So what should be done to correct this problem? In practical terms, the process needs to be less cumbersome. First, instead of requiring 11 judges to travel to San Francisco, the court should employ videoconferencing to make the en banc rehearing process less intimidating.
Second, the Ninth Circuit should allow the public to address letters to a panel requesting "depublication" of an opinion, as is the practice in California, which would allow the court to rapidly obtain the input of specialist attorneys who would spot a problem or inconsistency.
Third, the Ninth Circuit should abandon its custom of almost never taking unpublished cases en banc. Splits which do develop would be corrected much earlier if all litigants had an equal shot at correcting an inconsistency.
Fourth, Judge Kozinski and the rest of the Ninth Circuit opposing citation to unpublished opinions should concede that the proponents of Rule 32.1 are voicing valid concerns about the dedication of the Ninth Circuit to consistently following the same rules and analysis every time. As an extraordinary en banc case issued this March makes clear, Judge Kozinski and the Rule 32.1 proponents are really on the same side.
In the extradition case of Barapind v. Enomoto, 400 F.3d 740, six judges, including Kozinski, found it necessary to remind the other five that by "instructing three-judge panels and district courts about how to determine what law is binding on them," the court's rule of precedent "constitutes authoritative circuit law." The five-judge dissent argued that "like obscenity, it doesn't seem fruitful to try to pin down" precise definitions of a precedental holding, so the Ninth Circuit judges should be allowed discretion to decide which rules announced in a prior decision are binding and which aren't. If a particular panel sees things "differently from the active judges on this court, the remedy is a rehearing en banc which vacates the panel opinion and affords the court as a whole the opportunity to validate a prior statement or to void it."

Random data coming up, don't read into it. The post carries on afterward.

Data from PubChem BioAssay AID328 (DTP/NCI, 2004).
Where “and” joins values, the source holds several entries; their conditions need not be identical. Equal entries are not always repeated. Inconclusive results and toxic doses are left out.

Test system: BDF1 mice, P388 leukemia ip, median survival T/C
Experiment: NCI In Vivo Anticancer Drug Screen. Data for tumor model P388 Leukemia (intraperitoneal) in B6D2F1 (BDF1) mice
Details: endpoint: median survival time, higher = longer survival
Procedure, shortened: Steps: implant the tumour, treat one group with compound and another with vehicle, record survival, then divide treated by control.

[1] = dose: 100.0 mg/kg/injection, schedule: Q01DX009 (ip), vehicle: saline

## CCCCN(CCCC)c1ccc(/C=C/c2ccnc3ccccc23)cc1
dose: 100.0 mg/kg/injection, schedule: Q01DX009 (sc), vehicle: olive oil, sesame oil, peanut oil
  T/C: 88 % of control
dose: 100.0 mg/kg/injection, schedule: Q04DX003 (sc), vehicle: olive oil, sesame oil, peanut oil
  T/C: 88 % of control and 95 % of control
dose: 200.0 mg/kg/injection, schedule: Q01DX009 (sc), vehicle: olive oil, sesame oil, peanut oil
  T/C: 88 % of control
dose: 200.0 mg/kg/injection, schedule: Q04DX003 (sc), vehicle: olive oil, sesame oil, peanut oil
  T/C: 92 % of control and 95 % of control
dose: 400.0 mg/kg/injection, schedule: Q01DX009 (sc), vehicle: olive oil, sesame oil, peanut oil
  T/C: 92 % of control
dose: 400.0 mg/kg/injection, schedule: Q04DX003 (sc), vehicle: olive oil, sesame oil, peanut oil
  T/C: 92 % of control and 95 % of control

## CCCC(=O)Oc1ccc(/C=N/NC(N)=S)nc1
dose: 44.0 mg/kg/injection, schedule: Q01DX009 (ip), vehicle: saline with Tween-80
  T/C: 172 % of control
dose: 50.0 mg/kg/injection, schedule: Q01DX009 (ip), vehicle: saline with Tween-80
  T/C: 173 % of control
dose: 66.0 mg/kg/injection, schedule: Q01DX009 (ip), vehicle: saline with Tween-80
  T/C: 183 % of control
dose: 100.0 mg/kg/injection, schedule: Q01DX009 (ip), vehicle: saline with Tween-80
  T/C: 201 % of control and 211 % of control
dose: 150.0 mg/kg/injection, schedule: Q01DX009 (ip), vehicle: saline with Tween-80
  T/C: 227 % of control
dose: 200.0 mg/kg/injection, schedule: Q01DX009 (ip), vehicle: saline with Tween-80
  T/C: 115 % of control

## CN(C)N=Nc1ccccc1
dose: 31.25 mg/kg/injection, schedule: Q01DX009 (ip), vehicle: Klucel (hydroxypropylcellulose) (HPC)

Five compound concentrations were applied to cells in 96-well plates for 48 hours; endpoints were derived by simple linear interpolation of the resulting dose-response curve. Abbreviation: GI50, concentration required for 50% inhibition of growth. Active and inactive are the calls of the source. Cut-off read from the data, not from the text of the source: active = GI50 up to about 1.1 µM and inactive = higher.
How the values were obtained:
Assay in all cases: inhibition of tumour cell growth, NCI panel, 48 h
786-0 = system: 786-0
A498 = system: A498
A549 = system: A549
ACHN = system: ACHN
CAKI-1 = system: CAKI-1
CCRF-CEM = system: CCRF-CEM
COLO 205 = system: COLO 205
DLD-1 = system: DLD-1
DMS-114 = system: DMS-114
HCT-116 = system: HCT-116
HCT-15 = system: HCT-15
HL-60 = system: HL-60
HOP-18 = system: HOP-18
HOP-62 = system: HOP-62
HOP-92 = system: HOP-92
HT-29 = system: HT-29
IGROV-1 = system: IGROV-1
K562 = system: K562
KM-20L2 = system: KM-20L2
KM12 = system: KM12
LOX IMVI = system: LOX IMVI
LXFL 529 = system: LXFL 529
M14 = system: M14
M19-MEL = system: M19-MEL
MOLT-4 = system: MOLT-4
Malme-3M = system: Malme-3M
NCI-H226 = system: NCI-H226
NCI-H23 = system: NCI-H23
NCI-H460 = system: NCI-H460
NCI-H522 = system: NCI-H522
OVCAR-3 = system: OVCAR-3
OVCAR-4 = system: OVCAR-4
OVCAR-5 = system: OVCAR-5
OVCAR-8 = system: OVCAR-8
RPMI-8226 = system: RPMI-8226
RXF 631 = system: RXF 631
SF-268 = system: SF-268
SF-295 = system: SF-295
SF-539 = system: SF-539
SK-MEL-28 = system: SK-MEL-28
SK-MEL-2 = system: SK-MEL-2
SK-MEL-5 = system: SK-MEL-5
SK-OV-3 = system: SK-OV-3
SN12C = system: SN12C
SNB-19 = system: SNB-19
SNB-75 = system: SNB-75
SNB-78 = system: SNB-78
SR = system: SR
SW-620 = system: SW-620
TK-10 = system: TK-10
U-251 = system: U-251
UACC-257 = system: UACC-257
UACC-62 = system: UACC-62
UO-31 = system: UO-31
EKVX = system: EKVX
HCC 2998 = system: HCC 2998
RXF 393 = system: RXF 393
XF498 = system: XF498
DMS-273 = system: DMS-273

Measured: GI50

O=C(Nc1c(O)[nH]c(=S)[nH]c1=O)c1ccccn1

In the world advocated by the Barapind dissenters, unpublished decisions, which are too short to parse the precedental rules from mere dicta, would become a complete free for all. The en banc rehearing process, which historically ignores unpublished cases, would be powerless to stop three-judge panels from issuing unpublished decisions that decided a case however the panel wanted it to come out, no matter what the Ninth Circuit precedent or even the Supreme Court said on the question.
Judge Kozinski and the forces in favor of citation of unpublished decisions want the same thing: judicial opinions that consistently apply the same rules from one case to the next. If the position of the Ninth Circuit and Judge Kozinski deserves to prevail, the Ninth Circuit will have to show that it reviews unpublished decisions which present conflict between Ninth Circuit cases as carefully as published decisions, and do so more often. Granting en banc review of the next unpublished decision which raises the three-way Rooker-Feldman conflict would be a good start.
Cyrus Sanai is an attorney with Buchalter Nemer in Los Angeles..